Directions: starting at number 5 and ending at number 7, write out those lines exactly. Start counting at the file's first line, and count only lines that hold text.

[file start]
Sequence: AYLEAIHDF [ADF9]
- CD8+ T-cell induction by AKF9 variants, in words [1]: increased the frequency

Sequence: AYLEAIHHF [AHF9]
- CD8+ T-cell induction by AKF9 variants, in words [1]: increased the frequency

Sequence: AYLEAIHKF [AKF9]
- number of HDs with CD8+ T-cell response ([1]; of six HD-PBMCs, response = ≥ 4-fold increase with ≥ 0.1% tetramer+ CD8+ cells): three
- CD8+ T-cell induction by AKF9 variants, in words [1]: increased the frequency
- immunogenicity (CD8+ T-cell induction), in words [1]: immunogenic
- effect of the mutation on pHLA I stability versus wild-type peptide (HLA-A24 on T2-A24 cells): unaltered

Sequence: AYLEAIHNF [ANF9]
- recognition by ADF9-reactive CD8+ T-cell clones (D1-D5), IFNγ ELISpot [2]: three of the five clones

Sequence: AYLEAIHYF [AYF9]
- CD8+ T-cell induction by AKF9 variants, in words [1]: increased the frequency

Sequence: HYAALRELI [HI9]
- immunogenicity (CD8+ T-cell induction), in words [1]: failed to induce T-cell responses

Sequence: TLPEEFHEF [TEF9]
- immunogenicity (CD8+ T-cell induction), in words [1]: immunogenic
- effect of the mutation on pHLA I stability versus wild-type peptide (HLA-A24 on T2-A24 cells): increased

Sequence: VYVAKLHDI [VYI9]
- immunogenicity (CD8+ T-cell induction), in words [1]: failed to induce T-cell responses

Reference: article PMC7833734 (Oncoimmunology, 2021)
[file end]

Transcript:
Sequence: AYLEAIHKF [AKF9]
- number of HDs with CD8+ T-cell response ([1]; of six HD-PBMCs, response = ≥ 4-fold increase with ≥ 0.1% tetramer+ CD8+ cells): three
- CD8+ T-cell induction by AKF9 variants, in words [1]: increased the frequency